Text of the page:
Oxford scientists using the world’s most powerful soft X-ray laser have created an exotic new state of matter: transparent aluminium.
Once found only in the realm of science fiction, transparent aluminium carries great potential for research in such fields as planetary science and nuclear fusion.
As reported in this week’s issue of the journal Nature Physics, an international team led by Oxford University scientists used a short pulse from the FLASH laser to “knock out” a core electron from every aluminium atom in a sample … without otherwise disrupting the metal’s crystalline structure. The process made the aluminium nearly invisible to extreme ultraviolet radiation, though only for an extremely brief period: about 40 femtoseconds (a femtosecond is one billionth of one millionth of a second).
”What we have created is a completely new state of matter nobody has seen before,” said Oxford physicist Justin Wark, one of the authors of the paper. “Transparent aluminium is just the start. The physical properties of the matter we are creating are relevant to the conditions inside large planets, and we also hope that by studying it we can gain a greater understanding of what is going on during the creation of ‘miniature stars’ created by high-power laser implosions, which may one day allow the power of nuclear fusion to be harnessed here on Earth.”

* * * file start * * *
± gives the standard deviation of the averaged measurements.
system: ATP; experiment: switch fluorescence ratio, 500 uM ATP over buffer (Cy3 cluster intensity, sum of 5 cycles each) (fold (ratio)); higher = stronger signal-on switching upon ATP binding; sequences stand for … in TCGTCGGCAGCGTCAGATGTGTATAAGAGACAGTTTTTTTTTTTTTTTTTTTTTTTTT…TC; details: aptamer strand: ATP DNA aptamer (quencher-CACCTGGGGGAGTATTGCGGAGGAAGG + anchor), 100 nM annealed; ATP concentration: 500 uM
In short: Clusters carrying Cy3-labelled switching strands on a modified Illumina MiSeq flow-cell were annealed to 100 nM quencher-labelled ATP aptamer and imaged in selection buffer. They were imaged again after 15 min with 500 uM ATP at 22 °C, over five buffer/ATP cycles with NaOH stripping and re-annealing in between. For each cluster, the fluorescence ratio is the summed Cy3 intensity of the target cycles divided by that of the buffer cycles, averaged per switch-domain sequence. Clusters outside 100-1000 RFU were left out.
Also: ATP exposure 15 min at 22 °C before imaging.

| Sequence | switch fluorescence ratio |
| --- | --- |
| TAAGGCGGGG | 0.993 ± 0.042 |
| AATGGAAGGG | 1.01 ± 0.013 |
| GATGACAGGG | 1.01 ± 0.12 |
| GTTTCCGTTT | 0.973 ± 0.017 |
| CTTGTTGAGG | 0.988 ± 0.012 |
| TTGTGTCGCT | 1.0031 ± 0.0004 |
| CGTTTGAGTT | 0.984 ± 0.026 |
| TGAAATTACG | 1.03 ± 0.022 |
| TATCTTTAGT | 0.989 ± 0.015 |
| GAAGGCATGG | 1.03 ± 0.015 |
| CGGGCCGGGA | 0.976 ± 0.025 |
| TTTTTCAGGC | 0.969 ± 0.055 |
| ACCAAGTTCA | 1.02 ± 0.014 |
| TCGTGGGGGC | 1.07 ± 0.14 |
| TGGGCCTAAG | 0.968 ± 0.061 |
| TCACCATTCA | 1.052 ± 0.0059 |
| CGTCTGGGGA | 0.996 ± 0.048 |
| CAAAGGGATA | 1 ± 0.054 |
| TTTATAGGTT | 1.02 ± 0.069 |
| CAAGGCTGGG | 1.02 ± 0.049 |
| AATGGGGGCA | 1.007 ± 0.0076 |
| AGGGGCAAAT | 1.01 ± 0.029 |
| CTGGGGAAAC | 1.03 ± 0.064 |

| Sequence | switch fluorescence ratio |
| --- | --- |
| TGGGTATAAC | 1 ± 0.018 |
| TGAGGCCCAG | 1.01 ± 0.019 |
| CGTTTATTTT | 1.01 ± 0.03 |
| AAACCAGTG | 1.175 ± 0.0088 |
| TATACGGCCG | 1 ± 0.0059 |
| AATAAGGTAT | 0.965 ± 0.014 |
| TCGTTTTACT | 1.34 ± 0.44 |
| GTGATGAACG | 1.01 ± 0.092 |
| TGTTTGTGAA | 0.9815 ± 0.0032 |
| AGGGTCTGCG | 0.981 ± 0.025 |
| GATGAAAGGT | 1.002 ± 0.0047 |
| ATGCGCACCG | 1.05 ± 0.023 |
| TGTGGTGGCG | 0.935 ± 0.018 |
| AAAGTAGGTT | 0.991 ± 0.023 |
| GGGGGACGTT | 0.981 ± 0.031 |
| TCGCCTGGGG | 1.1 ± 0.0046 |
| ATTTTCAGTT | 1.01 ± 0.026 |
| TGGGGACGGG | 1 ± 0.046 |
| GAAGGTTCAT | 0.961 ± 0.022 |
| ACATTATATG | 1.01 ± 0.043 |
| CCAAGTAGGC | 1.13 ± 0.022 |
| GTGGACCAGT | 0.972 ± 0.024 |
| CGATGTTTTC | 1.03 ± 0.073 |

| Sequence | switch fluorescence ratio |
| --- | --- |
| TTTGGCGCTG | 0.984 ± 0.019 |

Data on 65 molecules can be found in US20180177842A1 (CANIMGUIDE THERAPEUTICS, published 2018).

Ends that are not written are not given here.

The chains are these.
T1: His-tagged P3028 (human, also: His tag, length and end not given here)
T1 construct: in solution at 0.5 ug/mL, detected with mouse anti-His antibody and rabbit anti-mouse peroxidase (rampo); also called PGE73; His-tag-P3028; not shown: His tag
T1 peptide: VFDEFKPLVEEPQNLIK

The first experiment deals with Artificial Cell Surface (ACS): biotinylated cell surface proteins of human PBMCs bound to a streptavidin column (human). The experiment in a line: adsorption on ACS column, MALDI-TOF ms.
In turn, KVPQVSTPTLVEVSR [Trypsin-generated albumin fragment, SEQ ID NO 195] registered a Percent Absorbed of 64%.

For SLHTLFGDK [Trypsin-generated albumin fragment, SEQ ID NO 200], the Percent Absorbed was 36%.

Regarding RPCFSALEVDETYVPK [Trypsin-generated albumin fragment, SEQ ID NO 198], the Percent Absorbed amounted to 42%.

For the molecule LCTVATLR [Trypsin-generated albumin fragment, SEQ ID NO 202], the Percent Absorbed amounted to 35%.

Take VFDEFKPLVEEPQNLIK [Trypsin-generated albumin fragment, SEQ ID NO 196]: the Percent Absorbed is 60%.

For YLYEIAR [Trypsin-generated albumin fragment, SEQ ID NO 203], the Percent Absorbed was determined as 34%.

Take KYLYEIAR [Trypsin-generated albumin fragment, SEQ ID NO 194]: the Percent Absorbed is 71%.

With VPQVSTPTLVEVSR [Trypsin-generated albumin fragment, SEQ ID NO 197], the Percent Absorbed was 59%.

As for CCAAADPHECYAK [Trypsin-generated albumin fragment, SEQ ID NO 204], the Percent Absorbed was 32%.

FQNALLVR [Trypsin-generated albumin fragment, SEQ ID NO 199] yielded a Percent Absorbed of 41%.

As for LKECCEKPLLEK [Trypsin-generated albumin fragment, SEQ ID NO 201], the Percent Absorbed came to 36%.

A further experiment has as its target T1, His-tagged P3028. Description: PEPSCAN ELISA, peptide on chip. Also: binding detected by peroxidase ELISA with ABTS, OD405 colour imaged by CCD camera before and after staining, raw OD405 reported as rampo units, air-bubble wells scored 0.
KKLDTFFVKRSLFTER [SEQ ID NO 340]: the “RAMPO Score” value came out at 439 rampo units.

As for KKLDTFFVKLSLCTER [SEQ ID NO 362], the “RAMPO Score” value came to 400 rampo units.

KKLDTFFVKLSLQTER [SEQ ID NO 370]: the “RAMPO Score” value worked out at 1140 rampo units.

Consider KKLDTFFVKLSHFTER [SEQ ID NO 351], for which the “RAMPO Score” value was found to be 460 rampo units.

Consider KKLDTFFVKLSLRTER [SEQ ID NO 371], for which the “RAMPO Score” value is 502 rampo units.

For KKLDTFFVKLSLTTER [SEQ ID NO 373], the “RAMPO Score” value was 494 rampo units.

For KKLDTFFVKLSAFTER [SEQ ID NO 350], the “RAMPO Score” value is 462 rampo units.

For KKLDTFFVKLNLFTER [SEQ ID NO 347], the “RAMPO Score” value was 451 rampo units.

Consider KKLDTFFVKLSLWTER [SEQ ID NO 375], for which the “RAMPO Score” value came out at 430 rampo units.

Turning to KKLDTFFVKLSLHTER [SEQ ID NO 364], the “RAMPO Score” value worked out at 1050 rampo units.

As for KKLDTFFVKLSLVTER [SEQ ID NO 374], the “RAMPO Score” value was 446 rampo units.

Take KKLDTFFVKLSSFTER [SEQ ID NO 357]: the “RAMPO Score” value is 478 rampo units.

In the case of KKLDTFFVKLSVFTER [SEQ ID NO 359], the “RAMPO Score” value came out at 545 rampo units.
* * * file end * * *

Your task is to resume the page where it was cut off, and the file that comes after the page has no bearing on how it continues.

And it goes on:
The discovery was made possible with the development of a new source of radiation — the FLASH laser — that is ten billion times brighter than any synchrotron in the world (such as the UK’s Diamond Light Source). Based in Hamburg, Germany, the FLASH laser produces extremely brief pulses of soft X-ray light, each of which is more powerful than the output of a power plant that provides electricity to a whole city.
The research team focused all this power onto a spot with a diameter less than a twentieth of the width of a human hair. At such high intensities, the aluminium turned transparent.
“What is particularly remarkable about our experiment is that we have turned ordinary aluminium into this exotic new material in a single step by using this very powerful laser,” Wark said. “For a brief period, the sample looks and behaves in every way like a new form of matter. In certain respects, the way it reacts is as though we had changed every aluminium atom into silicon: it’s almost as surprising as finding that you can turn lead into gold with light!”
The researchers believe the new approach is an ideal way to create and study such exotic states of matter and will lead to further work relevant to areas as diverse as planetary science, astrophysics and nuclear fusion power.